As the 2011-12 academic year comes to a close let me thank you for all the incredible work, dedication and commitment you have exhibited throughout the year. Without a doubt, our faculty and staff rival those at the most prestigious institutions in the country.
Over the last year we have welcomed and educated a record-number of new students; we have successfully launched a new general education curriculum (UK Core) and a new residential college (Wired); we have made progress on shortening time-to-degree through our online and summer school initiative; we have greatly expanded our international efforts through faculty exchanges, short-courses, new education abroad programs, and our passport to the world initiative (Year of China); among many, many other successes.
Our faculty and staff have been recognized by countless national organizations and agencies, as well as by the University community. The following are just a handful of the many successes achieved this year:
For the past week I have been getting used to life in Spain. For the month of may I am studying here with Francisco Salgado-Robles, a professor in the Spanish department. Last Sunday for the first time ever I took a plane out of the States and made the journey to Spain. Right now I am living in Seville which is in southern Spain about an hour from the coast. I have been here in Seville for a week now and I still get lost when I am going to my classes. I am also doing service learning so I work at a Children’s Hospital.
On a Southern China flight to Guiyang The Double with Richard Gere is on. The sound is too low and subtitles are in Chinese. A box lunch consisting of a small foil container with beef fried rice, a package of fermented cabbage, a roll, and yogurt, is passed to each passenger by two young flight attendants with perfect, matching hair buns.
(our hotel in Guiyang has spotty internet service so I’m posting this days later)
Many are quick to critique social media as being a giant time waste, something incredibly self-indulgent, and even slightly creepy. We have all heard these arguments before. An interesting counterargument posits that social media can be used to increase social capital and even be used for purposes of social good. The same two arguments also swirl around the sphere of videogames as well. I can't tell you how many times my parents told me to turn off my Nintendo and go outside. So what happens when you smash social media, gaming, and social good all into one? We're finding new, innovative sites almost everyday.
I woke up this morning in the most populous city (proper) in the world expecting more noise. At 7:30 AM (7:30 PM, Kentucky time), Sunday morning, only tiny intermittent sounds of bicycle bells, a whoosh of a moped every few seconds, and sneezes from walkers along the street below. My husband, Kevin, and I are staying at a nice, simple, hotel at Shanghai University, on one of the many campuses.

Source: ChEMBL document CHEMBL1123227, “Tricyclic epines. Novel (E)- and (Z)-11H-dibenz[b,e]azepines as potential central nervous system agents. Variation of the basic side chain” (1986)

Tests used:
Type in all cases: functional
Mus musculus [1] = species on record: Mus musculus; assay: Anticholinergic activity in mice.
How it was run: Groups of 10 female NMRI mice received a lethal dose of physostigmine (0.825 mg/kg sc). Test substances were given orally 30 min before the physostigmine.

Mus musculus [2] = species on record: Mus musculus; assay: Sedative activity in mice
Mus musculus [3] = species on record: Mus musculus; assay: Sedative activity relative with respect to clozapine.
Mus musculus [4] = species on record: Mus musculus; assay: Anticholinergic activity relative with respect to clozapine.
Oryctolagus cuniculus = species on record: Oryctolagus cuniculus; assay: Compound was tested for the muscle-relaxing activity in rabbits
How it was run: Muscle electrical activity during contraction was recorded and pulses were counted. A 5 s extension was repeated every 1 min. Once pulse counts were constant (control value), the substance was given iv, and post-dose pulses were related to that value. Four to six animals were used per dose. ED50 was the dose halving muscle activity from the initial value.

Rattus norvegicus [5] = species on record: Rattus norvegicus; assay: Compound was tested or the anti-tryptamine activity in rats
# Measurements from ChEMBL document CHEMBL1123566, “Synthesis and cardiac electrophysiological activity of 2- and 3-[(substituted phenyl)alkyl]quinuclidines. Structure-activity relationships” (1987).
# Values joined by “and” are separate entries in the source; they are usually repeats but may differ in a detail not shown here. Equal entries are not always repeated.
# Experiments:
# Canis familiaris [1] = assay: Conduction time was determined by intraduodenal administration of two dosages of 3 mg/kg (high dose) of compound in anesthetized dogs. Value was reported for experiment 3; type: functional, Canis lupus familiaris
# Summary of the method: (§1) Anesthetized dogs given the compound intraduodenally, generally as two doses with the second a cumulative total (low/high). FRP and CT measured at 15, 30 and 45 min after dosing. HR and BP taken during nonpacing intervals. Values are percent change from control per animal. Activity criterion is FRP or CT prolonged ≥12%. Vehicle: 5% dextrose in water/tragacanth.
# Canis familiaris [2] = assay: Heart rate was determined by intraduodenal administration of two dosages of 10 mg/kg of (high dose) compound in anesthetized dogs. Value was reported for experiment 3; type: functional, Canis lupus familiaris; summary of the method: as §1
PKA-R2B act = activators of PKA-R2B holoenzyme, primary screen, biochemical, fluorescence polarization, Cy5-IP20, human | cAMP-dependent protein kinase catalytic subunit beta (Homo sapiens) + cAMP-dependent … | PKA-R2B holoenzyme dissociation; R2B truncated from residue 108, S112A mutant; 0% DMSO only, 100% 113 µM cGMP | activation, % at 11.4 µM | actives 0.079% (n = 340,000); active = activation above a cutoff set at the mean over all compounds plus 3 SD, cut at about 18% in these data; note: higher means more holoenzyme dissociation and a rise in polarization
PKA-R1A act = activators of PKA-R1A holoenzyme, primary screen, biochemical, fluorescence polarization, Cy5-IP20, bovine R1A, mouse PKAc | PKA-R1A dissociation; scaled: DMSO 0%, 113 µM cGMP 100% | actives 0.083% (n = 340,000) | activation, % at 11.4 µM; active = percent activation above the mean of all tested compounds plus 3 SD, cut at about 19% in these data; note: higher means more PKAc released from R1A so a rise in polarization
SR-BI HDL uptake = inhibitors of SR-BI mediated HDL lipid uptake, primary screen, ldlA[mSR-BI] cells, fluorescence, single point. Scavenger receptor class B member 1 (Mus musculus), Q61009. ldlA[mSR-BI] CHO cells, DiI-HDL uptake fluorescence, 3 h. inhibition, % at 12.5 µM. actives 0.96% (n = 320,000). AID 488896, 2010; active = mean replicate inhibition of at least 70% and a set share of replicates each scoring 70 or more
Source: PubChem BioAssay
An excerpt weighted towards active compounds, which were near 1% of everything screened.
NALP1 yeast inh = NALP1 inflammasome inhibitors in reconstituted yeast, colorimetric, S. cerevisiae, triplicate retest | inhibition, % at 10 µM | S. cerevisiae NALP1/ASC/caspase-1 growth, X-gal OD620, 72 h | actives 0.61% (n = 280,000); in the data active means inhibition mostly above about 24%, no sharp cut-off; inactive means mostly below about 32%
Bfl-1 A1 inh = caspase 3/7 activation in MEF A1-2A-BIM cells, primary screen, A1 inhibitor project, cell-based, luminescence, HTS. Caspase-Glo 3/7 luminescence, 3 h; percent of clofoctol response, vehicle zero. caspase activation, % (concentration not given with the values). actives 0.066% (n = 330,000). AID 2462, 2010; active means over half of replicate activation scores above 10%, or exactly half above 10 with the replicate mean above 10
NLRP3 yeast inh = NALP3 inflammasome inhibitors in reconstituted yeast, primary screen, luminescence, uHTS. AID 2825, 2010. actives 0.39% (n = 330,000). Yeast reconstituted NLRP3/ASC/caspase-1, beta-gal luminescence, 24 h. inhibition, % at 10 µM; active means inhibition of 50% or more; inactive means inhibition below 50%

At breakfast in the hotel, there was a choice of American breakfast or Chinese. We both chose the American--fried eggs, toast, and coffee. Tomorrow I’ll have the Chinese one, a hard-boiled egg, congee, (porridge), and another dish that I couldn’t make out from where we were sitting.
If you have read my bio, which I assume you all of course have done, I briefly mentioned my longing for any good reads and the lack of time that always prevents this need from being fulfilled during the semester. Through the glory of seasonal breaks, however, I was given a morsel of precious time that I willingly sacrificed for some recreational reading. Although I read this book some time ago, I felt it was due a revisit so that I may be able to share the brilliance I found it to be with all of you eager minds. The book is called "The Immortal Life of Henrietta Lacks." Please neglect its long title because it is totally worth a glance for those that are interested in entering the medical field or cellular research. So now that it's summer time, I encourage all of you to pick up this book and delve into this truly riveting story.
As the Internet and social media are growing and changing, the idea of of what is proper nettiquete has been debated by many professionals and academics. While there is no one widely accepted canon of guidelines for online behvior, there seem to be a few generally accepted do's and don'ts. I've recently been reading The Chronicle of Higher Education, a great source for all things higher ed. I came across this article, 10 Commandments of Twitter for Academics. The author, Katrina Gulliver, goes over a few commonly asked questions about social media interaction for academics as well as frequent mistakes academics make in the Twitterverse. It's a pretty interesting read.
If you don't have a Twitter account, you should get one. Follow A&S @UKarts_sciences and we'll be your first follow! Join the Conversation!
Coming from a Library & Information Science background, I am always excited when I see resources getting archived -- especially online (despite my reservations about the amount of power it takes to keep all those servers up and running). The web started off as an information commons, where anyone with access could peruse or post their own contributions to the growing pool of knowledge. I was reading the WNYC blog and came across this article about the 2012 WebWise Conference, which focused on "Tradition and Innovation;" mostly dealing with the challenges and opportunities that come along with archiving in the digital age.
I've discovered that a lot of us at the Hive frequent Inside Higher Ed, a great source for higher education news, blogs, articles, and opinions. Recently, I came across this blogpost that gives great advice for college undergraduates, postgraduates, researchers, and professors alike on good practices when it comes to writing a grant or scholarship applications essays, CV's, and even recommendation letters. I highly recommend checking it out if you have a few minutes to spare!